Global interest in Canadian minerals and metals reached a record high in 2011 as measured by exploration spending, according to the Mining Association of Canada's (MAC) Facts & Figures 2012 report.
Exploration investment in Canada reached US$3.9 billion in 2011, with spending for 2012 expected to have climbed even higher.
Canada is the world's third-largest producer of rough diamonds.
Spending on exploration soared by 585 percent in the 2002-2011 period, according to the report. And Canada was the leading global destination for exploration spending in 2011, with 18 percent of worldwide investment.
"The growth in exploration spending in Canada over the past decade has been remarkable," says Pierre Gratton, MAC's President and CEO. "Despite challenges, such as reduced access to capital for some miners, buoyant mineral prices have increased company willingness to invest significantly in the location and development of certain minerals and metals in Canada."
The value of Canada's mineral production jumped 21 percent to a record US$50.3 billion in 2011 as mineral prices soared. The country's well-established mining provinces continued to dominate in mineral production, with Ontario at US$10.6 billion, Saskatchewan at US$9.2 billion, British Columbia with US$8.5 billion, and Quebec at US$7.7 billion.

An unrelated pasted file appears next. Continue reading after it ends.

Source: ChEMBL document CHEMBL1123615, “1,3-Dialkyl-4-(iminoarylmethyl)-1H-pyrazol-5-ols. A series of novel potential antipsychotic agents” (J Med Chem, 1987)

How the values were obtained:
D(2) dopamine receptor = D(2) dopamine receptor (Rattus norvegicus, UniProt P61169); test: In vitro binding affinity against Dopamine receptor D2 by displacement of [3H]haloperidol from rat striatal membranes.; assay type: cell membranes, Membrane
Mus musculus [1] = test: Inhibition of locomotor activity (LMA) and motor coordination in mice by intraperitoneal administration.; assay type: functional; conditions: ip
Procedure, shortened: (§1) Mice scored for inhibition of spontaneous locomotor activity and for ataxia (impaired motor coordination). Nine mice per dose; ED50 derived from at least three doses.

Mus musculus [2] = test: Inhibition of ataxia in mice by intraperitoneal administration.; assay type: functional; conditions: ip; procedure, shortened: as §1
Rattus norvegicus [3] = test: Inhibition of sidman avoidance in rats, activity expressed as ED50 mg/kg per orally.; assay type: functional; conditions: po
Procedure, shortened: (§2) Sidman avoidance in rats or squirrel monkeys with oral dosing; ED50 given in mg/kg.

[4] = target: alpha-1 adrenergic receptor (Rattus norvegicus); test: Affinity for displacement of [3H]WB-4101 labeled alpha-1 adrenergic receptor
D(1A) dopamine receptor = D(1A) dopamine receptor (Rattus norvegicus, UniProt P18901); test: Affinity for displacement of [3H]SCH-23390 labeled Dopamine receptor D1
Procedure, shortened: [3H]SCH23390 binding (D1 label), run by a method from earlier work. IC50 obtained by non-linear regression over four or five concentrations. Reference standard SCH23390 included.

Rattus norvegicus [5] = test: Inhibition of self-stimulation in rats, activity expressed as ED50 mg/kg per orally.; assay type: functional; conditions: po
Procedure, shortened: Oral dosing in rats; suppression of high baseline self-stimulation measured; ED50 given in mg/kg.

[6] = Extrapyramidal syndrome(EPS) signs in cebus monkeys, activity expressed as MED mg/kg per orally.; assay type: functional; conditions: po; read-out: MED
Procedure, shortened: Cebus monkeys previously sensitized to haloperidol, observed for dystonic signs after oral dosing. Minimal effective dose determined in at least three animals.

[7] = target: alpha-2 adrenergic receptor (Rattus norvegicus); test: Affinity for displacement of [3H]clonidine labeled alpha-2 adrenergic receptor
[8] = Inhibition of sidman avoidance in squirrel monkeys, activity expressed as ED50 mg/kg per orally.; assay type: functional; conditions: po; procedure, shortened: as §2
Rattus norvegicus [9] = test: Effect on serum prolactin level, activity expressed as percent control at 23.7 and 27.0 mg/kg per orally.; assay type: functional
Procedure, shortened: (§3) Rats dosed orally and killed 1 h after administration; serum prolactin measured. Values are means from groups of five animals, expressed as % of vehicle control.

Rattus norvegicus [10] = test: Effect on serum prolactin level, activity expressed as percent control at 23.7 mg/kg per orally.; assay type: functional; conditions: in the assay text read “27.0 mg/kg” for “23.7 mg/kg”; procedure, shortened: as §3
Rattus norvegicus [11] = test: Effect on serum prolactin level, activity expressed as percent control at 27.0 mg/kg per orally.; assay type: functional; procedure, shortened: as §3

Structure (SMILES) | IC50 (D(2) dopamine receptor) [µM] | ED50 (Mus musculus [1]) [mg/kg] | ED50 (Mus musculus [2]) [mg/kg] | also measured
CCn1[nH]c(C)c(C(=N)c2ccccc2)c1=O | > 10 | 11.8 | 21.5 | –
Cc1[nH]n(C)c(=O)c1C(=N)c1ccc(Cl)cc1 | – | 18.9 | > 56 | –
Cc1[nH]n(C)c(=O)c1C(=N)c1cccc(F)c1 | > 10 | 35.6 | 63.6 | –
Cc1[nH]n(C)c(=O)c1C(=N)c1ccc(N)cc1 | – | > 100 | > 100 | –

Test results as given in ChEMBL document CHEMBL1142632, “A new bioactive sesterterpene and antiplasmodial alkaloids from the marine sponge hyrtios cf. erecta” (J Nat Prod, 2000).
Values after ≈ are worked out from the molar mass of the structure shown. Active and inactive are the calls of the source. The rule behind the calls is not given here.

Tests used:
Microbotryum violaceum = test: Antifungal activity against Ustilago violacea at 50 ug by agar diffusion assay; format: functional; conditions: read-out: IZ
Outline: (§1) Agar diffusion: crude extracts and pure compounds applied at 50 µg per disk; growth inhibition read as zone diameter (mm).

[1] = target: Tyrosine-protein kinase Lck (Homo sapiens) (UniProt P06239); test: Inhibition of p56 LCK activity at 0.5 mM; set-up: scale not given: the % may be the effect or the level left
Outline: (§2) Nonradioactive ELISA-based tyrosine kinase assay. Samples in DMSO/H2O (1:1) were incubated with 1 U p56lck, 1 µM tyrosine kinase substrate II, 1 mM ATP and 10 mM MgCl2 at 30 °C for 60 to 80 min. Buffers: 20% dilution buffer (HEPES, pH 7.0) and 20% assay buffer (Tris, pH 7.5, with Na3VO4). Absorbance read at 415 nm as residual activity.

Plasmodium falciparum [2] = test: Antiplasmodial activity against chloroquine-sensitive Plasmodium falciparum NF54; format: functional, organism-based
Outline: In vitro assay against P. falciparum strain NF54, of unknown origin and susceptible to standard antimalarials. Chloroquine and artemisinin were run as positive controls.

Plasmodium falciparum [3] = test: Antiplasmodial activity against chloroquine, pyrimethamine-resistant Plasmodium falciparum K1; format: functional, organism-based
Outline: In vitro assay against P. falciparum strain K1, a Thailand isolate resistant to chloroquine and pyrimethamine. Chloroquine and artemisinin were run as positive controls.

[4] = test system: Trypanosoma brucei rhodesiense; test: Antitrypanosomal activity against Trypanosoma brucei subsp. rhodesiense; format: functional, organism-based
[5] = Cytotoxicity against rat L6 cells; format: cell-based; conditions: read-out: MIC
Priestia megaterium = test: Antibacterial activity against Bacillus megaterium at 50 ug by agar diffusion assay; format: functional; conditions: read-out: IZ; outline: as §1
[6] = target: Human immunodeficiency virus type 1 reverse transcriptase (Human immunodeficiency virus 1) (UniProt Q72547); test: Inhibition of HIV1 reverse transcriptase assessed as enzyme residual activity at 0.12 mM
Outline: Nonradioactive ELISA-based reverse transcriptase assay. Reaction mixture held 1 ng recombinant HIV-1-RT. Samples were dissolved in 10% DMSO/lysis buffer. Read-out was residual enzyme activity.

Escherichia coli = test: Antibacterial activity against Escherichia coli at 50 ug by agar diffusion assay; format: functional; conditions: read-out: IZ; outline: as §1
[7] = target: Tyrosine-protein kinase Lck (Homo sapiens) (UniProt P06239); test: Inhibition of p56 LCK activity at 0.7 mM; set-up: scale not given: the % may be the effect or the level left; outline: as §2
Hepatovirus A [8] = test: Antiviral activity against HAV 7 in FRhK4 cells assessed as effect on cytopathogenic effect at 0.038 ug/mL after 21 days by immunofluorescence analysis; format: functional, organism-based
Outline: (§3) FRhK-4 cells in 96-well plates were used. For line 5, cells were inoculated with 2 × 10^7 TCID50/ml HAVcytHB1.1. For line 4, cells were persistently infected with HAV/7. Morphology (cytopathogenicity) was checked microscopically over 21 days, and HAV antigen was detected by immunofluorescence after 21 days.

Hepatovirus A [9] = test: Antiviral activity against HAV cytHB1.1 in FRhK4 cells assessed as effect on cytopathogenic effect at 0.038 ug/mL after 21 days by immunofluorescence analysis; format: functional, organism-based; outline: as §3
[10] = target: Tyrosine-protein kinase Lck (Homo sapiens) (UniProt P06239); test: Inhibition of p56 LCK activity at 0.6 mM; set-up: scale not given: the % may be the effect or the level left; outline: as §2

The industry contributed $35.6 billion to the national GDP, paid over US$9 billion in taxes and royalties to Canadian governments and employed 320,000 workers across the country.
"As exploration activity and mineral production are intrinsically linked, the Canadian mining industry could see a dramatic expansion in the years to come," says Gratton. "While some volatility is anticipated, the larger determinant in capitalizing on the opportunities before us is to ensure the industry has access to the right investment and regulatory environments it needs to support development."
In looking to 2013, the report stressed that despite challenges, the Canadian mining industry's economic prospects are strong. "Regardless of concerns over the growth rates of China and other emerging markets, it is widely held that growth, even if at a moderately reduced pace, is likely to remain strong over the long term," says Gratton.